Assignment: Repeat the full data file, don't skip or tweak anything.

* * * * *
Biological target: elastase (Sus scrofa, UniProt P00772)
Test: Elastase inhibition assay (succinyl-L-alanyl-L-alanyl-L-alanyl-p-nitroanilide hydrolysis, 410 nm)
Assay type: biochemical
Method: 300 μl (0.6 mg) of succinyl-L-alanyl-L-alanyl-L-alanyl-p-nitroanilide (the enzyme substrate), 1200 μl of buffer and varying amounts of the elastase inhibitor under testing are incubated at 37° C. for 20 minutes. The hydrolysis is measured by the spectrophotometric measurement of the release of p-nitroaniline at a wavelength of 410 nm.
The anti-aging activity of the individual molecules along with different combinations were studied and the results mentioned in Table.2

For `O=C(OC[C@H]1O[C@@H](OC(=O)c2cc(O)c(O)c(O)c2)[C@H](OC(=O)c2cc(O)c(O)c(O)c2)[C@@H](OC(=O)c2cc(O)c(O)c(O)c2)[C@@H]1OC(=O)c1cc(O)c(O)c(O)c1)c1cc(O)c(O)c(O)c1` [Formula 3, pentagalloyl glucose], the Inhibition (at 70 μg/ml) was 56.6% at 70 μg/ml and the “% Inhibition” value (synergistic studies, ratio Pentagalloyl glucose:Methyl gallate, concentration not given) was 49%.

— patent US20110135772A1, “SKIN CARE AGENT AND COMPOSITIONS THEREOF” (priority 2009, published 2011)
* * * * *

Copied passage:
Biological target: elastase (Sus scrofa, UniProt P00772)
Test: Elastase inhibition assay (succinyl-L-alanyl-L-alanyl-L-alanyl-p-nitroanilide hydrolysis, 410 nm)
Assay type: biochemical
Method: 300 μl (0.6 mg) of succinyl-L-alanyl-L-alanyl-L-alanyl-p-nitroanilide (the enzyme substrate), 1200 μl of buffer and varying amounts of the elastase inhibitor under testing are incubated at 37° C. for 20 minutes. The hydrolysis is measured by the spectrophotometric measurement of the release of p-nitroaniline at a wavelength of 410 nm.
The anti-aging activity of the individual molecules along with different combinations were studied and the results mentioned in Table.2

For `O=C(OC[C@H]1O[C@@H](OC(=O)c2cc(O)c(O)c(O)c2)[C@H](OC(=O)c2cc(O)c(O)c(O)c2)[C@@H](OC(=O)c2cc(O)c(O)c(O)c2)[C@@H]1OC(=O)c1cc(O)c(O)c(O)c1)c1cc(O)c(O)c(O)c1` [Formula 3, pentagalloyl glucose], the Inhibition (at 70 μg/ml) was 56.6% at 70 μg/ml and the “% Inhibition” value (synergistic studies, ratio Pentagalloyl glucose:Methyl gallate, concentration not given) was 49%.

— patent US20110135772A1, “SKIN CARE AGENT AND COMPOSITIONS THEREOF” (priority 2009, published 2011)